TWISTED UP by Jesse Eagle

July 19, 2018 by RJ

I watched my sister brush her teeth with her finger and spit the toothpaste in the sink. Her gums never bled and, unlike mine, her teeth were white. We left the bathroom light on for the next kid and went down to the dining room, where we sat at a table with two other girls and ate breakfast. One of the girls only ate applesauce. She wore the clear kind of nail polish and had a birthmark shaped like a pirate key on her neck. She was new at the home. She told us she’d been living in a sinkhole for three days before anyone good found her. She said everything about her hurt. “I did get to feed some raccoons though,” she said. The other girl at the table folded up her pancakes and shoved them into her wide-open mouth like a dentist would a drill. Her name was Sammy. She had a Walkman with big, fat, earfoam headphones and sometimes she’d let me listen to her music, and she always watched my face as I did. She liked to see what music could do. “That song made you look like a twisted up penguin,” she said. Or, “That one made you look just like a baby again.” Or, “I could tell you weren’t even trying to hear that one.” I told her I liked any song with a piano, so she’d rewind those for me, over and over.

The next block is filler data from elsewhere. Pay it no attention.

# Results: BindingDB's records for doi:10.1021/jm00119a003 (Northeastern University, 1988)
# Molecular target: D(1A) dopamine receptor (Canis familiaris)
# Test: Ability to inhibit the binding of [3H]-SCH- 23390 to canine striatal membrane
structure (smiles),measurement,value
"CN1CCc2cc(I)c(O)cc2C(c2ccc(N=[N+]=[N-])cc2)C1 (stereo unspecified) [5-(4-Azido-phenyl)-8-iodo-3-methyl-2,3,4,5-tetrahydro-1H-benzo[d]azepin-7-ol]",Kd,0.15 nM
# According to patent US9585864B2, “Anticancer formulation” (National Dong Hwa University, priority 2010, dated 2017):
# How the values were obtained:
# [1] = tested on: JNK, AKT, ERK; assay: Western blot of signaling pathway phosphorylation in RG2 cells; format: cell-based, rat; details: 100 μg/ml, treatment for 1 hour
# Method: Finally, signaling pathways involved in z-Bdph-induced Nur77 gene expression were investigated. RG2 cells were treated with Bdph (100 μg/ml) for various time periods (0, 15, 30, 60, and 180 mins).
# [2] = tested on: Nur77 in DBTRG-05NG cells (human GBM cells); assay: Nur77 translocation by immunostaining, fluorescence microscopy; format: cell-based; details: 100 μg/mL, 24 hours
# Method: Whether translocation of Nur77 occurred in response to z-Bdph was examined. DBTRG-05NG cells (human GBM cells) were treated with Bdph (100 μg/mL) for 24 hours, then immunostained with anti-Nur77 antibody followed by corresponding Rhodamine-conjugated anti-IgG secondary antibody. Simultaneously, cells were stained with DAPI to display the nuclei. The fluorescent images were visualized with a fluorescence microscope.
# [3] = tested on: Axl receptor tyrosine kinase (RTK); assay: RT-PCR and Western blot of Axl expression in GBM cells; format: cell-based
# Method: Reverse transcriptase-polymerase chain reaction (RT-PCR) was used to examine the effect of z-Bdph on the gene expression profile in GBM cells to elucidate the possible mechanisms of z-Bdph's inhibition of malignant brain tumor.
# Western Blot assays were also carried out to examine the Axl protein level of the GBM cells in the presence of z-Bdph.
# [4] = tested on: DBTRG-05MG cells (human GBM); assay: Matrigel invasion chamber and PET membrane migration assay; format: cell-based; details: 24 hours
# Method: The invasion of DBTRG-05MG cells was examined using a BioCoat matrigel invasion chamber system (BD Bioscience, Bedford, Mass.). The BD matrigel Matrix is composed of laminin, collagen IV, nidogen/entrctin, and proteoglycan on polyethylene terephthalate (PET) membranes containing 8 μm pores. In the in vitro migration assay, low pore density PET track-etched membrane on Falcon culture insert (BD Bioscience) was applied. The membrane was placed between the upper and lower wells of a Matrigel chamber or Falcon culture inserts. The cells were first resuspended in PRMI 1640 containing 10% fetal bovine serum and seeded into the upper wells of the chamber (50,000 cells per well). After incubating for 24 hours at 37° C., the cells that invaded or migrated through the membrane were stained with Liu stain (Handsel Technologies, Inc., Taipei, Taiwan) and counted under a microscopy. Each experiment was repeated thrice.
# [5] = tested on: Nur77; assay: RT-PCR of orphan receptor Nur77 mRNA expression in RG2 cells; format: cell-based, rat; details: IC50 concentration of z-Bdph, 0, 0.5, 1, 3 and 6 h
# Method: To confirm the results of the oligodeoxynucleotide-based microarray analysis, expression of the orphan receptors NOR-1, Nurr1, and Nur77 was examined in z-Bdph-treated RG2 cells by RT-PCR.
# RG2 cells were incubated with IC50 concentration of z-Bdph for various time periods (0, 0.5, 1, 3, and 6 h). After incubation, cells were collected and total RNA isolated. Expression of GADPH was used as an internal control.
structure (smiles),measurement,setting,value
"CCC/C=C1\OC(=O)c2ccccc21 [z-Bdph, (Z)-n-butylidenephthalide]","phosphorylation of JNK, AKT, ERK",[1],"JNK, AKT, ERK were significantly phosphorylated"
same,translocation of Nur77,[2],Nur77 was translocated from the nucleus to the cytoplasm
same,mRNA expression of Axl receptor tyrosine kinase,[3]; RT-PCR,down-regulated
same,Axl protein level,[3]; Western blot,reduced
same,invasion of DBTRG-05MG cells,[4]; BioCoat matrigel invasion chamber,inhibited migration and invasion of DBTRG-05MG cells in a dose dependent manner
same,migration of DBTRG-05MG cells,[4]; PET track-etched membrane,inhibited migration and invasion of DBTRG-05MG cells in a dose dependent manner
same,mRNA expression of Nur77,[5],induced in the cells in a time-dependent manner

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Jesse Eagle edits the online journal DOGZPLOT.

 

Editors note: For the next four weeks I’m featuring the short fiction of author Jesse Eagle. Jesse knows solid short fiction, having edited the legendary online journal DOGZPLOT for the past several years. This is the first of four stories that will appear over the next month here at Revolution John. 

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